A total of 501 participants were randomly selected for lung function tests, of whom 280 (56%) completed spirometric and/or serial PEF measurements. Table 2 shows the distribution of these men and women according to their symptoms and history of diagnosed asthma. The reasons for failure to complete lung function tests were refusal (n=129), illness (n=34), death in the interval after completing the questionnaire (n=9), change of residence or general practice (n=8), and difficulty with the measurement techniques (n=41). Corticosteroid trials were completed by 21 (12 oral and nine inhaled treatment) of 41 eligible individuals. Of the remainder, seven agreed but withdrew before completion because of minor side effects, six refused, and seven had contraindications.
Table 3 shows the distribution of those tested for asthma by sex, age, and smoking habits. The individuals who were tested for asthma included a higher proportion of men (59%) and were younger (median age 72) than the population from which they were selected (50% men, median age 74).
On testing, 38 individuals were found to have asthma according to the pre-specified diagnostic criteria. Of these, 19 had airflow obstruction that was reversible in response to salbutamol and ipratropium bromide, and 24 showed significant diurnal variation in PEF. The corticosteroid trials did not reveal any additional cases of reversible airflow obstruction. On the basis of lung function testing, the asthma was classified as mild persistent in six individuals, moderate persistent in 14, and severe persistent in 18. Table 4 gives the prevalence and severity of untreated asthma in each of the symptom groups sampled. The largest number of cases (n=20) was found in symptom group 1 (wheeze or daytime breathlessness at rest at least once per month), and this represented 13% of those tested in this group. The highest prevalence (21%) was found among those reporting a previous diagnosis of asthma by a doctor, but who were not currently on treatment, followed by those in symptom groups 1, 2, and 5 (13–20%). None of the individuals in symptom group 3 (nocturnal breathlessness in the absence of wheeze or daytime breathlessness) had evidence of asthma on lung function testing.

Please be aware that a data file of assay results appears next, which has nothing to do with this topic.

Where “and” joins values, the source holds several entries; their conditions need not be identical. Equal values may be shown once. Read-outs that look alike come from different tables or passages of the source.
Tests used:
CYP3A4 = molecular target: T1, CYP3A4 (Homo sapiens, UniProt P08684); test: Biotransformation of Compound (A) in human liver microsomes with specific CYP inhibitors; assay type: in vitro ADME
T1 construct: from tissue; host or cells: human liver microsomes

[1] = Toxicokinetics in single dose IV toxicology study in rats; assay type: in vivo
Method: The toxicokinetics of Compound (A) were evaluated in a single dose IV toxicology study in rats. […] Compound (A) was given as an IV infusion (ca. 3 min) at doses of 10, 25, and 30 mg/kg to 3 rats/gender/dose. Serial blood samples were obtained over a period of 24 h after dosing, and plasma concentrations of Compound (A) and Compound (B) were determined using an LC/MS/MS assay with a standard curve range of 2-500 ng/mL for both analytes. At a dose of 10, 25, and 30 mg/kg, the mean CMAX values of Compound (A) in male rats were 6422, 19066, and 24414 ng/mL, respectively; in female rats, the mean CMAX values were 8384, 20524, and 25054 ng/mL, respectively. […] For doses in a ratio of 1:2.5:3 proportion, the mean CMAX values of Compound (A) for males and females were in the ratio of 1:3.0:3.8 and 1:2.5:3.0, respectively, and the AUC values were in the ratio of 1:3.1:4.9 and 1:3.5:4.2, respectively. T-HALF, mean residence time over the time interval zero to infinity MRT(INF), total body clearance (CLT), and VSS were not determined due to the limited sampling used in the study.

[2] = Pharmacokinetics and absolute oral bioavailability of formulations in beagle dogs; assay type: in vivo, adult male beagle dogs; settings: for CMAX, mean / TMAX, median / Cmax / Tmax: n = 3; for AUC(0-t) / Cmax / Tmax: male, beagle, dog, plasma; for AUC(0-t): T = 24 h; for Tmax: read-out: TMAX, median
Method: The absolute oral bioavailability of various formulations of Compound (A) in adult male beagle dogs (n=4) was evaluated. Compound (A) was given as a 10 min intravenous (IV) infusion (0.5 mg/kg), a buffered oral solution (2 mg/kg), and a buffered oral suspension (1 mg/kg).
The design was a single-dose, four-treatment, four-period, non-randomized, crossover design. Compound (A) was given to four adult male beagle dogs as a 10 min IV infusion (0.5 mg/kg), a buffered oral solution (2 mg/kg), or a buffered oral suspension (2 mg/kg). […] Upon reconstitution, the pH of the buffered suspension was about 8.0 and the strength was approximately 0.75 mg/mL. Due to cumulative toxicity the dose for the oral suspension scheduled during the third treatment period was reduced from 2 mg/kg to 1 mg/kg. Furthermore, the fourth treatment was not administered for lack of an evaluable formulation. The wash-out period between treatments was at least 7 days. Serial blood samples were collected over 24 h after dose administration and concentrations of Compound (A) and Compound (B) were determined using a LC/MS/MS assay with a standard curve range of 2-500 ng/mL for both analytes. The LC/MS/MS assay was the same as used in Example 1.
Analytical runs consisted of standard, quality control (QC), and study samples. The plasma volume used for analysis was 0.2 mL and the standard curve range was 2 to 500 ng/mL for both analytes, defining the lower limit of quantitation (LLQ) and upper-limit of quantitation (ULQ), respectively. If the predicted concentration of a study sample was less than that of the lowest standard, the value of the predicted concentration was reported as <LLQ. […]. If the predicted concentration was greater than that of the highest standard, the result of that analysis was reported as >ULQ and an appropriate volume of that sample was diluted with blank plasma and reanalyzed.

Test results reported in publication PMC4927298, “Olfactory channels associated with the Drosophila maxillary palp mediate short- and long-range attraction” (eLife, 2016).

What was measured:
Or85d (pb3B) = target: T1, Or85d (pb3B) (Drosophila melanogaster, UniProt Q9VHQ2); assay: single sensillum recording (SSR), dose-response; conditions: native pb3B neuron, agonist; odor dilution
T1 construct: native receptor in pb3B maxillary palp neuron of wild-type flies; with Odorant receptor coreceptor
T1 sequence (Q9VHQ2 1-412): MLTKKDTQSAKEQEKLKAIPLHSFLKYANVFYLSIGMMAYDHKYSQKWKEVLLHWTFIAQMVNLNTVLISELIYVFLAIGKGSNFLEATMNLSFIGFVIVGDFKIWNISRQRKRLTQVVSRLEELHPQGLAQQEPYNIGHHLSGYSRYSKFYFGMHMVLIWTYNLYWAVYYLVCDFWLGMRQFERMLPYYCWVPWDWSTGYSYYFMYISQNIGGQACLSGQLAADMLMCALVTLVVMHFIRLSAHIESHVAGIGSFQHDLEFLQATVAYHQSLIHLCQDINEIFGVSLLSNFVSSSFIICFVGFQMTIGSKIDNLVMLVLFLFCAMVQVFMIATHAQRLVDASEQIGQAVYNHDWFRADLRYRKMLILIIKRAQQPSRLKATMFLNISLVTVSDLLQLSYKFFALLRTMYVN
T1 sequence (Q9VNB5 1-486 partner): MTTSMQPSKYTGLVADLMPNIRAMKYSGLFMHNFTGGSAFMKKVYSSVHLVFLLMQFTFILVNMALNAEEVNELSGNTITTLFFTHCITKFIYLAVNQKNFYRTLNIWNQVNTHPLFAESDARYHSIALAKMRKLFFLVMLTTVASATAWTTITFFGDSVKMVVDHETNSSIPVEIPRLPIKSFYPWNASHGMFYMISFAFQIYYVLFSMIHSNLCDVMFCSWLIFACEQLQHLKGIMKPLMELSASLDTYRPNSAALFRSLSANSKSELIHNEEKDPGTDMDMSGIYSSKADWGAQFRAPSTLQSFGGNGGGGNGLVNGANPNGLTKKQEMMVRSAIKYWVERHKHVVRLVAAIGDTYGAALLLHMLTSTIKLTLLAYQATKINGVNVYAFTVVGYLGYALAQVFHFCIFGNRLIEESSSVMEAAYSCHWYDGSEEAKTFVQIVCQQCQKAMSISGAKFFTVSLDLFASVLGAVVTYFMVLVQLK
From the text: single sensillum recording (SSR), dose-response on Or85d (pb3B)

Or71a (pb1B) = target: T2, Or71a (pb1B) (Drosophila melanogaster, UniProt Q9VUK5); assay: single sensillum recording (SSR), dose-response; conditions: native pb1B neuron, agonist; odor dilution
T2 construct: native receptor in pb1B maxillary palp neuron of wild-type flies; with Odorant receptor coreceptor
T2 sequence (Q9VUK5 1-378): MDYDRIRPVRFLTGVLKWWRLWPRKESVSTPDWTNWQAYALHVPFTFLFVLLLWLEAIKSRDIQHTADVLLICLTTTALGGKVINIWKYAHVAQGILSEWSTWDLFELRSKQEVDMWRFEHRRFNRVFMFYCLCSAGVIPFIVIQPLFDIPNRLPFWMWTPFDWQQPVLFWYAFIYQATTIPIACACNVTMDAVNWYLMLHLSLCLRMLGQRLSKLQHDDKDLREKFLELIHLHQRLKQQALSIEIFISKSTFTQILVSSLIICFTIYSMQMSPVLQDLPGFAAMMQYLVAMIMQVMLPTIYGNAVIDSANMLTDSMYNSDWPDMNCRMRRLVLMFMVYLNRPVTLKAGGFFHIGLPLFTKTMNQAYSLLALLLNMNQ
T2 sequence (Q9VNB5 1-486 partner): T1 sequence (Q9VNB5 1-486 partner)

To explore the dependence of our findings on the diagnostic criteria we adopted, the number of subjects with untreated asthma was estimated using several alternative definitions for the disorder. With the daily variability in peak flow redefined as (PEFmax—PEFmin)/0.5(PEFmax + PEFmin), the number of cases was 42. If, in addition, reversibility of airflow obstruction with bronchodilators was redefined as an increase in FEV1 amounting to at least 9% of the subject's predicted FEV1, the number of cases was 41.10A larger difference was found if the criteria for accepting PEF readings were extended to include triplets in which the highest value was up to 40 l/min more than the second highest reading. With the original definitions of variability and reversibility, the number of cases then increased to 63.